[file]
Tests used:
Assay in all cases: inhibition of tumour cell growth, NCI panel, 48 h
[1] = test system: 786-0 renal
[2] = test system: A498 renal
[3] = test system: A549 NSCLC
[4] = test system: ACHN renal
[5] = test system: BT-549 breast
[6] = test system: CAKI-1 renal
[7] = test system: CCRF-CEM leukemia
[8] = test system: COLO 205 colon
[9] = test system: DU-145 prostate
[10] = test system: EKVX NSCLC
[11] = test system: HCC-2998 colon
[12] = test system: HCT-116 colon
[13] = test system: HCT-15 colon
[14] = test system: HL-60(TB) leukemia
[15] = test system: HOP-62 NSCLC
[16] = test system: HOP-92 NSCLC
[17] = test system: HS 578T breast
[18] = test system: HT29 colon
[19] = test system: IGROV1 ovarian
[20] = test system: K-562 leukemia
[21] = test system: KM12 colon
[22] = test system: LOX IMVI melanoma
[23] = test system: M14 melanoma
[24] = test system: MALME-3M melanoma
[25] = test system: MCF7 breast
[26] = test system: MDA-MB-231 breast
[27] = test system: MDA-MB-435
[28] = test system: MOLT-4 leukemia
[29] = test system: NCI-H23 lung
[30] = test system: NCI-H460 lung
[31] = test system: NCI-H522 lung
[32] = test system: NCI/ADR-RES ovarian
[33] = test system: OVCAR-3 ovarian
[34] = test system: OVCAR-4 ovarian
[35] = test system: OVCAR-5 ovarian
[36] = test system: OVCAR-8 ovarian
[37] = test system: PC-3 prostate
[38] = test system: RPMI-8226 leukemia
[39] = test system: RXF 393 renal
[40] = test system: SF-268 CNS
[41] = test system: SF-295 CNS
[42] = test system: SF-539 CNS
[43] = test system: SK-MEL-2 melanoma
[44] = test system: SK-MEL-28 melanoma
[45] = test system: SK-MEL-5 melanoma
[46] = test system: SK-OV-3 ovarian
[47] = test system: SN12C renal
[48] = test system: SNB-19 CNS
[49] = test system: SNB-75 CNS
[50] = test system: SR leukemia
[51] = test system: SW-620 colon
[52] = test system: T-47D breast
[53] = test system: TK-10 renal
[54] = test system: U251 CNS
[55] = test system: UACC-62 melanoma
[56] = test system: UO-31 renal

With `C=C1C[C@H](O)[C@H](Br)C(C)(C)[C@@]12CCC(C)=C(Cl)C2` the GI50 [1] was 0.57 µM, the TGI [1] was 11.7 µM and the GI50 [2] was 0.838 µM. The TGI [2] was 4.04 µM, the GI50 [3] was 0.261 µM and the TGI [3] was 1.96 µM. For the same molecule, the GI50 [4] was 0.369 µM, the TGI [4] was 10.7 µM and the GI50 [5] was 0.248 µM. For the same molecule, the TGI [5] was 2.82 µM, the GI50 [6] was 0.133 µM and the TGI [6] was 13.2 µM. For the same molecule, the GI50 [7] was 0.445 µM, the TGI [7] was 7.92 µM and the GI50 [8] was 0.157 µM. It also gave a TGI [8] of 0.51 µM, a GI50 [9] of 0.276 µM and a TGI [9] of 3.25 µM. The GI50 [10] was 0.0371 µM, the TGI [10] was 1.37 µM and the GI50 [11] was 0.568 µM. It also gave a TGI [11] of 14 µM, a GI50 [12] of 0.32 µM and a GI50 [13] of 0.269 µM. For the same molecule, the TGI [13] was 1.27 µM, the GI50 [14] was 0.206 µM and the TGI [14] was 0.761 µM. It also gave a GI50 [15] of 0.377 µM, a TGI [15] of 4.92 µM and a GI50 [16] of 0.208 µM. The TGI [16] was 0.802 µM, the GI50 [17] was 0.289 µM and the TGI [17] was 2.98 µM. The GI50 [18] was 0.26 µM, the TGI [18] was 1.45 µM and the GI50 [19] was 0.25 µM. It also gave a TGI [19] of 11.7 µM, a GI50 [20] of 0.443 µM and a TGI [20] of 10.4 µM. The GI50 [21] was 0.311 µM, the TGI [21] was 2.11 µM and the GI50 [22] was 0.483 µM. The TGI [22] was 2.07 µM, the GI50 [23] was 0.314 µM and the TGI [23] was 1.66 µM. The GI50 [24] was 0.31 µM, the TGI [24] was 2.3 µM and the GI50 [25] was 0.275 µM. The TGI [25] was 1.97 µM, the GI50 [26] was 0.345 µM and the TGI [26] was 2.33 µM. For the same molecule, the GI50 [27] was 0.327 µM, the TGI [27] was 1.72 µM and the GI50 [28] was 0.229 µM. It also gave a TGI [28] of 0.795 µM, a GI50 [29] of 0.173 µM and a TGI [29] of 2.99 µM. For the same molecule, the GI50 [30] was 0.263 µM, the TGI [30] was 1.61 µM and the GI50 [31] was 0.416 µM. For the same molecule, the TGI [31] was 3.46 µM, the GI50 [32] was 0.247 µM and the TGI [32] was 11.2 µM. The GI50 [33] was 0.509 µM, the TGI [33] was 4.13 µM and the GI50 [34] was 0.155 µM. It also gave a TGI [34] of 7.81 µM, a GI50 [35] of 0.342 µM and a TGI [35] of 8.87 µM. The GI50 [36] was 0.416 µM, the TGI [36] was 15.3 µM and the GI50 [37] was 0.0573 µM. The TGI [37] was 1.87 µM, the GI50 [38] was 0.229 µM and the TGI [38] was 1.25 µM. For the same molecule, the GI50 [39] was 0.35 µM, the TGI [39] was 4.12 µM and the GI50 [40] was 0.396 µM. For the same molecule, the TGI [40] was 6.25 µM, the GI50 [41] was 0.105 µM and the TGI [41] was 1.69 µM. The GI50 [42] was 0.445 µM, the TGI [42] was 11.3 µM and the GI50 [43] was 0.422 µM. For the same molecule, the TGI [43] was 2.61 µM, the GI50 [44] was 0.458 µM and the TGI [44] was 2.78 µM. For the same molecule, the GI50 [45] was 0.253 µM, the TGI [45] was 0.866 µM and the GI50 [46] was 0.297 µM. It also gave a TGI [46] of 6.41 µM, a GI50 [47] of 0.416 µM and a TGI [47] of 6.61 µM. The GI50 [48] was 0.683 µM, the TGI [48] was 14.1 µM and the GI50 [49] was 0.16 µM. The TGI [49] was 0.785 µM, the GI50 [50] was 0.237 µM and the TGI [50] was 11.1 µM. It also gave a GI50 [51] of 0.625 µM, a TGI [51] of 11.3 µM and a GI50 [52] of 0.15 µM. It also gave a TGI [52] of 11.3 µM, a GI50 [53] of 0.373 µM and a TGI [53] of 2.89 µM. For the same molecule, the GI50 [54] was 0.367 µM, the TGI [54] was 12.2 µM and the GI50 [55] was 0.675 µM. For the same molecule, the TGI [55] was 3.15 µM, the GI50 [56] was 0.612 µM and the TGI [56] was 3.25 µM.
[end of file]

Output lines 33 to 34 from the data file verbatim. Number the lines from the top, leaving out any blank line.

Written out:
[31] = test system: NCI-H522 lung
[32] = test system: NCI/ADR-RES ovarian